Kenyas dirty groups
My own experience has been more intimate with this tribe, though I have known many of the other groups. Among the many Karen members of the mission staff who have helped in the gathering of materials, I can only mention Thras San Gyi San Kwe, Po Myaing, and Shwe Thee, of Tharrawaddy; Thra Pan Ya Se, of Shwegyin; and Thra Aung Gaing, of Insein, who gave me a full account of the Karen of Siam. P." are the work of a Karen schoolboy from Tavoy, Saw Day Po, who, to his credit it should be said, drew them without having had any instruction in drawing whatever. The necessity for careful observation and thorough investigation has not been without its benefits to me. After a while the Chinese came along and told them how to open the shells to get out the meat; and then, having eaten, they followed the old man, only to find that the plantain stalks he had cut off had shot up so high that it seemed impossible to overtake him. The patriarch went on, taking with him the magic comb which has never been discovered to this day.This circumstance, together with the fact that the Bwe and Taungthu peoples have already been described in the Upper Burma Gazetteer, as well as the limitations of space, has led me to limit my discussion to brief references to the other tribes. The undertaking has been exacting and quite instructive, even if it had benefited no one but myself. While this tradition is not confined to the Karen,[2-1] it has a bearing, I believe, on their origin.What is it made of and what is the typical wall thickness of this amazing auger?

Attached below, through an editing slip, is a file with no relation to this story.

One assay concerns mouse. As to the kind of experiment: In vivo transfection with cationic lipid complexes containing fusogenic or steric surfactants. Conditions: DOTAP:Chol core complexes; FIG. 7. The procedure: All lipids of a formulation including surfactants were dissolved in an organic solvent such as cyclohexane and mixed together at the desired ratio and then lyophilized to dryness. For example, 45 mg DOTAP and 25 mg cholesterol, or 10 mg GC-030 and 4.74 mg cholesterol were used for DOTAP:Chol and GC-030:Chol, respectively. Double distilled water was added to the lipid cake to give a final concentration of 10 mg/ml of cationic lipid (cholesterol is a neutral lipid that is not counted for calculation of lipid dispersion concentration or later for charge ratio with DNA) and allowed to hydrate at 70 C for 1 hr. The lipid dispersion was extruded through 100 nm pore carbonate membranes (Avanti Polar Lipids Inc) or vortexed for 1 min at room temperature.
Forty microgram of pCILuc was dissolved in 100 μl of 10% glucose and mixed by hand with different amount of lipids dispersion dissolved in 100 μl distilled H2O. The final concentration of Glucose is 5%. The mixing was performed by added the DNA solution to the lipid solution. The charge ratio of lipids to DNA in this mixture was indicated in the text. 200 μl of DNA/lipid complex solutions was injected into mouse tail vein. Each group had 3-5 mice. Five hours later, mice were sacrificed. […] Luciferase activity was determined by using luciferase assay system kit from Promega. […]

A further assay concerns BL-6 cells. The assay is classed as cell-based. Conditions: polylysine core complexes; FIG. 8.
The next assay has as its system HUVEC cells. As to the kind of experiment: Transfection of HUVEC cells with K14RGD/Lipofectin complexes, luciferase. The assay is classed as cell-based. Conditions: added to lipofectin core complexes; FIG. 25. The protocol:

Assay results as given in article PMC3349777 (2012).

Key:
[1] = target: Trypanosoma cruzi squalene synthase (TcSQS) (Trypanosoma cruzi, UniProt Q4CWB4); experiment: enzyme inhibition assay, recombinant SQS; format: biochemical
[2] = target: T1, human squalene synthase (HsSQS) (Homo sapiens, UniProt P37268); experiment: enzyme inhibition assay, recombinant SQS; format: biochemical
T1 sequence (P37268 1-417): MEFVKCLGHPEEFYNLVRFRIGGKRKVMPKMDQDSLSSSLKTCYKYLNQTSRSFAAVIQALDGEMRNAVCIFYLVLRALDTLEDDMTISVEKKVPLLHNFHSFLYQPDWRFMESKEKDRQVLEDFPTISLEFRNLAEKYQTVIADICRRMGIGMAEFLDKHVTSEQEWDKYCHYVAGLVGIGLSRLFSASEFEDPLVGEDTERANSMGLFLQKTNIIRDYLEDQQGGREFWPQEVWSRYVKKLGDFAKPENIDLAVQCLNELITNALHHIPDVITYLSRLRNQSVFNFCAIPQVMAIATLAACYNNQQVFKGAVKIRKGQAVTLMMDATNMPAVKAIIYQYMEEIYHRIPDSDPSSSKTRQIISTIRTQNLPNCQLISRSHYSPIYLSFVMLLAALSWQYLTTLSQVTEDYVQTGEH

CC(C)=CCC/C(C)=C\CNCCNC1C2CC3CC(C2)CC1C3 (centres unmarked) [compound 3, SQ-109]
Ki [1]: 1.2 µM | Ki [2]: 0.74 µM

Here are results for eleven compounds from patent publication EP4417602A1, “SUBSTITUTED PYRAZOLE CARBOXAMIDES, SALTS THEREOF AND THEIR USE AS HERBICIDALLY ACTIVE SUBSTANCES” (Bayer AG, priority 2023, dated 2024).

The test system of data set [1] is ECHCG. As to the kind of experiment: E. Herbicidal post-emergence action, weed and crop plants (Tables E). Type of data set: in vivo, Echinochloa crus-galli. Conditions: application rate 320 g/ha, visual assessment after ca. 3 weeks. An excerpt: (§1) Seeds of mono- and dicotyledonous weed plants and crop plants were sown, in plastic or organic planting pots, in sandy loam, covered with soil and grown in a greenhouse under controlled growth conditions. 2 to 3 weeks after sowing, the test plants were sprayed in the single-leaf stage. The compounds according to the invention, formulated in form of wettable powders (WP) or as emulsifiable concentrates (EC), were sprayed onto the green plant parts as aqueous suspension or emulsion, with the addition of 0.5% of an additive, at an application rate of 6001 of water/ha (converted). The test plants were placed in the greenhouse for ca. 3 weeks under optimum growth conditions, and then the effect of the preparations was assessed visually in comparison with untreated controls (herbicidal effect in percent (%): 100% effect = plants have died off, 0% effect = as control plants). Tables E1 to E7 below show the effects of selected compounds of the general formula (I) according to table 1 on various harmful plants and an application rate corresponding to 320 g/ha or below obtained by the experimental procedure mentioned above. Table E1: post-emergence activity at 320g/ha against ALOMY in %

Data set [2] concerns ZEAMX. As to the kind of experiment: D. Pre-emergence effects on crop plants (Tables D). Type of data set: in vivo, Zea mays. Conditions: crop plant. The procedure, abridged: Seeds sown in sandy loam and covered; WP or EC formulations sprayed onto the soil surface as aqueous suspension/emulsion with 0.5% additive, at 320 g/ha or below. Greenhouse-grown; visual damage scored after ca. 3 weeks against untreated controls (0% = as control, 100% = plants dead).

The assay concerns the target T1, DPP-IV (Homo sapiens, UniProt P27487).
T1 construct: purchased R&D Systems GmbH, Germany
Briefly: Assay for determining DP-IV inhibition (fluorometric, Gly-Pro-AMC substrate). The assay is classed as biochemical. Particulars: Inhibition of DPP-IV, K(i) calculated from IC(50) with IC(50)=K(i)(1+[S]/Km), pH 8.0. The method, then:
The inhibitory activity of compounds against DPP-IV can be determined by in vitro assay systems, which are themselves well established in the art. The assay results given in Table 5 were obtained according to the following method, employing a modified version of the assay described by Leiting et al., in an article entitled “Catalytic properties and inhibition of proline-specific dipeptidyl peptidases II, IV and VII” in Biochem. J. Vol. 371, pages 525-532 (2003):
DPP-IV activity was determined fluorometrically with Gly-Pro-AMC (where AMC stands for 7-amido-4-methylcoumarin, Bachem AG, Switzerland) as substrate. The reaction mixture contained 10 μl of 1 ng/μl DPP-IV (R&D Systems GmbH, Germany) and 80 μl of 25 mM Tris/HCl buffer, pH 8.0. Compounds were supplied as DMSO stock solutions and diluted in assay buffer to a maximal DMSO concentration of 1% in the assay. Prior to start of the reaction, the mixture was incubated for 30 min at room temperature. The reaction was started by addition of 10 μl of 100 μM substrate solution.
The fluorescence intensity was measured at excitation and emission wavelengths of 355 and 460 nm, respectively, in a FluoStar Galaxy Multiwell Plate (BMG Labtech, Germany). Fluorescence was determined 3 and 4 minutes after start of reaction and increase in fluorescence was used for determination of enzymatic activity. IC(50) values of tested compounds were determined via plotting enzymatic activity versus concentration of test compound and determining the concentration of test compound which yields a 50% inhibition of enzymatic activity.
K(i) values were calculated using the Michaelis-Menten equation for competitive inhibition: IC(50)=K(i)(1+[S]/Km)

This e Book is made available at no cost and with almost no restrictions whatsoever. (1878-) Missionary of the American Baptist Foreign Mission Society, Member of the Royal Asiatic Society of Great Britain and Ireland, and of the American Oriental Society PUBLISHED BY THE UNIVERSITY AT COLUMBUS Entered as second-class matter November 17, 1905, at the postoffice at Columbus, Ohio. Acceptance for mailing at special rate of postage provided for in Section 1103, Act of October 3, 1917. To many a visitor to Burma, who views the country from the deck of an Irrawaddy River streamer or from the window of a railway carriage, there appears to be little difference between the Karen and the Burman. The most striking story is that of "Htaw Meh Pa," the mythical founder of the Karen race, who lived with his numerous family in some unknown land to the North, where their fields were ravaged by a great boar.The reader may notice that I have used the term "Karen," instead of the more usual plural form "Karens," when referring to the tribal name. However, the Karen name of the river means not only "flowing sand," but also a "river of water flowing with sand."[2-3] The reference to the Gobi Desert seems rather far-fetched and has, therefore, been abandoned by scholars, Dr. Vinton's version of the story, from which he quotes.[2-4] This reference is not found in other versions of the story and was probably not a part of it in its earliest form.This is more accurate, for to add the "s" is as misleading in this case as in that of the Lao, who are often mistakenly spoken of as the "Laos." In the transliteration of Karen words I have followed the continental system of spelling, adopting "x" for the guttural which is pronounced like the "ch" in the Scotch "loch," and the dipthong "eu" for the sound which closely resembles the common pronunciation of "er" as in "her." I have accepted the simplified spelling for the tribal names, Pwo and Bwe, in place of the more cumbersome "Pgho" and "Bghai." It is not without some misgivings that I allow these sheets to go to the publisher. It seems reasonable, therefore, to look further for the sandy river. Laufer[2-5] asserts that the early home of the peoples of eastern Asia was in the upper reaches of the Hoang-ho or Yellow River, of China, and that from this center the Tibetans migrated westward; the early tribes of Indo-China, southward; and the Chinese, southeastward.But I am convinced that in the main the Sgaw exhibit the general characteristics that are truly Karen in the broadest sense of the term. D., who was first to ask me to undertake the preparation of this work, and Rev. This book is, after all, but another by-product of the great missionary enterprise, which seeks to lift the less fortunate peoples of the world to a higher plane of life and enjoyment, and to bring to them the best of our Christian civilization. A great deal has been written about the "Hti Seh Meh Ywa" or, as Dr.I have also omitted any detailed study of the large mass of Karen folklore, which may possibly be incorporated in some future study. If this work should help to make the Karen better known and understood and in any way assist them along their upward path, the writer will feel that it has all been a part of the great task to which he has dedicated his life. Mason called it, the "River of Running Sand,"[2-2] which is, as he thinks, the Gobi Desert. Mason is derived from Fa Hien's description of his travels across that desert. Gilmore suggests the Salwen as being a river that fulfils the requirements of the tradition, but bases his conclusions largely on the reference to the early home of "Htaw Meh Pa" as located on Mount "Thaw Thi," the Olympus of the Karen, which is mentioned in Dr.